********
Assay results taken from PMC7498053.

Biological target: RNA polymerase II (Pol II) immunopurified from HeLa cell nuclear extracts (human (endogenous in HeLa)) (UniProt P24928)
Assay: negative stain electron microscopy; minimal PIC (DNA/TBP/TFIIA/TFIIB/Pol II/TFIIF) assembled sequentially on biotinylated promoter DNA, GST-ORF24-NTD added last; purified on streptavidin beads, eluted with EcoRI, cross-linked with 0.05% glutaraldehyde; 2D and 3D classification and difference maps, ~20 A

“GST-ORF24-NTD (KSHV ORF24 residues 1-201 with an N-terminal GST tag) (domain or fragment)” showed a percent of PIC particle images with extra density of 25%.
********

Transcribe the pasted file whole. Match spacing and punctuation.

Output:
Assay results taken from PMC7498053.

Biological target: RNA polymerase II (Pol II) immunopurified from HeLa cell nuclear extracts (human (endogenous in HeLa)) (UniProt P24928)
Assay: negative stain electron microscopy; minimal PIC (DNA/TBP/TFIIA/TFIIB/Pol II/TFIIF) assembled sequentially on biotinylated promoter DNA, GST-ORF24-NTD added last; purified on streptavidin beads, eluted with EcoRI, cross-linked with 0.05% glutaraldehyde; 2D and 3D classification and difference maps, ~20 A

“GST-ORF24-NTD (KSHV ORF24 residues 1-201 with an N-terminal GST tag) (domain or fragment)” showed a percent of PIC particle images with extra density of 25%.